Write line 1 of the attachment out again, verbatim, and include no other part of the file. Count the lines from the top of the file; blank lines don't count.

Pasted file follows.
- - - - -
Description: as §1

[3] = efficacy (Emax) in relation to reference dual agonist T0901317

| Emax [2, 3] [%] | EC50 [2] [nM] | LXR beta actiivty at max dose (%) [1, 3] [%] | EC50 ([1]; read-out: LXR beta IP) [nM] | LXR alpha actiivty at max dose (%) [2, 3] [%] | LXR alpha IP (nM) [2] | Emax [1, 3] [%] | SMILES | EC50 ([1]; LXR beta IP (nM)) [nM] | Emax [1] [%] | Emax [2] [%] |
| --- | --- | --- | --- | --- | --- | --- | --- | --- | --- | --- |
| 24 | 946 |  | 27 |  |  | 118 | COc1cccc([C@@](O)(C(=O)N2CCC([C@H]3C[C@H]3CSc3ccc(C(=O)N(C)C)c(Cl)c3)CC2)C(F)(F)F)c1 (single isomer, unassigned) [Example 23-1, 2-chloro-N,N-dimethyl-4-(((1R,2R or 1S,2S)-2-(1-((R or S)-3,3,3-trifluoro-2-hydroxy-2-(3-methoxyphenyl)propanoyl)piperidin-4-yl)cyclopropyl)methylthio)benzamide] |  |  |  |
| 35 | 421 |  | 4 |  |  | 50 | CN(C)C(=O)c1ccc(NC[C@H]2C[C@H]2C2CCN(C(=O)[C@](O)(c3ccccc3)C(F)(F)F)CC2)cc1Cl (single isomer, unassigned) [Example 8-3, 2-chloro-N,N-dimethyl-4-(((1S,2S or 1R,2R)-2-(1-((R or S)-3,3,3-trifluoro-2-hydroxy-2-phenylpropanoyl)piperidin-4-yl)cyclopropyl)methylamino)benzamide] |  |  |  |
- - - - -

Description: as §1